Paul acknowledged Millar has valid points about DeKalb’s situation.
“I’m not saying Fran is parochial,” he said. “He’s got some legitimate concerns in DeKalb on whether they’ve got the cooperative approach we’ve developed in Fulton County.”
Thurmond said DeKalb still needs to climb that first step in bringing city and county leaders together.
“I just think we need to build consensus around a strategy for DeKalb,” he said. “Rapid transit is a regional issue, not a county issue … and DeKalb is just one component.”
Eaves said he hopes he can help DeKalb County find a way to come together as Thurmond, who took office in January, settles into his new role.
“At some point, we’ve got to be on the same page of, ‘OK, when is DeKalb going to have a plan?’” Eaves said. “My hope is my political influence and my outreach to DeKalb will help them in terms of getting to the level of Fulton, at least in terms of having the [transit] conversation.”
And while it’s a Fulton plan at the moment, there really needs to be regional plan, Eaves said.
“My hope is, it’s a true regional system that at some point connects with Gwinnett and Cobb,” he said.
Paul calls the cooperation he now sees in Fulton “a sea change” in “putting aside racial, partisan and geographic differences.” He said he now views Fulton cities as “Lego blocks” connecting together.
“It comes down to leadership … If you don’t have forward-looking leadership, if you only have people parochial in their viewpoints, you won’t get anywhere,” Paul said.
Losing Eaves as chairman for the Atlanta mayoral concerns Paul. “Is someone going to step up and continue the cooperative environment, or someone who drags us back to the old dark days of us versus them?” Paul asked.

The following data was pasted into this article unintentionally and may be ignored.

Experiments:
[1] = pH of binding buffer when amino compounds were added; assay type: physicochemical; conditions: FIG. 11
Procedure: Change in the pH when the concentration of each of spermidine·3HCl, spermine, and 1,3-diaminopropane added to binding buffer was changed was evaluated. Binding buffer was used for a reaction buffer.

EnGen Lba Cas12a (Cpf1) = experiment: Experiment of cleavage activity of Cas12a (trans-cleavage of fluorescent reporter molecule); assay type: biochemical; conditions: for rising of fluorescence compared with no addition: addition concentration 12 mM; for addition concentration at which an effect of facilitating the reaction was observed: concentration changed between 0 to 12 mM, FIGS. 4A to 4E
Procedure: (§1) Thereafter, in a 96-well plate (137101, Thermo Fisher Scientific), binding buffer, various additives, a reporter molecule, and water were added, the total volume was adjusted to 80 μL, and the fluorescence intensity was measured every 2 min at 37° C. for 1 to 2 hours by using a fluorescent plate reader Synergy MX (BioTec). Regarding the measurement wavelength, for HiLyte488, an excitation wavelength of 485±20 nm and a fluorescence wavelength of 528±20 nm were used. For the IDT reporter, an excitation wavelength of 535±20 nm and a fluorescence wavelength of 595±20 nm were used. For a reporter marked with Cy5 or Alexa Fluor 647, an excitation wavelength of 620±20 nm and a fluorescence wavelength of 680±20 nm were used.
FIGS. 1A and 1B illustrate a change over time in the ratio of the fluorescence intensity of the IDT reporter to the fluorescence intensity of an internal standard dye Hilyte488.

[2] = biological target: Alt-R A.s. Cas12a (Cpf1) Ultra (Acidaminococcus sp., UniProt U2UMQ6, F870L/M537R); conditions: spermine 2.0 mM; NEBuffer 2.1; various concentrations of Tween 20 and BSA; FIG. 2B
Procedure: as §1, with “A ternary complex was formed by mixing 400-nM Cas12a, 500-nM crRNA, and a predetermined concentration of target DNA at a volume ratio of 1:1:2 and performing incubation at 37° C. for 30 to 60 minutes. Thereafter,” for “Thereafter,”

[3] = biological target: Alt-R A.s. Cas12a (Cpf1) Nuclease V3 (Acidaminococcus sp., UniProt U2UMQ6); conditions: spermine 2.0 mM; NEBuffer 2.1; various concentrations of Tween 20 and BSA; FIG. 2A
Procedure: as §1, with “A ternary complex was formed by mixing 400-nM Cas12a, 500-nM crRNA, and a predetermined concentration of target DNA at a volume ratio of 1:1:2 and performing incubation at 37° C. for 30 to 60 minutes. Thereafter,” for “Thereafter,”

Paul also said he hopes the cooperation in Fulton can serve as an example to DeKalb and other counties, but said, “I’m not Pollyanna, thinking everything is all bright and sunny and perfect in the world,” he said.
MARTA’s image is a challenge, Paul said, noting that “governance is the key issue” as well as MARTA’s “long history of incompetence and waste.”
MARTA CEO Keith Parker is well-liked, but, asked Paul, “How long is he going to be here? Will MARTA revert to its previous behavior if someone new comes in?”
The local officials acknowledged that another former block to MARTA expansion in majority-white northern suburbs was the often racially based perception that MARTA brings crime.
Millar, however, said he doesn’t believe race plays a role anymore in MARTA debates. “I think we’re past that,” he said. “By and large, we’re past that. I don’t hear that argument.”
Paul said he doesn’t hear many criticisms about MARTA bringing crime–though he also had a ready joke about it. “I’ve never seen anybody on a MARTA platform with a 70-inch television waiting for the train,” the mayor said. “My experience is, you want to prevent crime, you outlaw pickup trucks and panel vans.”
“I tell you, 10 years ago maybe, in Fulton County, but doggone it, it’s not there now … or at such a low level it’s not at noise volume,” Eaves said. “You don’t hear this [talk about] MARTA’s going to bring crime.”
Paul and Millar agree on one major issue — that the state needs to fund mass transit.
“It may seem like a snail’s pace, but the state is, for the first time, acknowledging there is a state role in transportation beyond rubber-tired, single-occupancy vehicles,” Paul said.
“Pun intended, they’re starting to touch the third rail of Georgia politics.”
–Dyana Bagby and John Ruch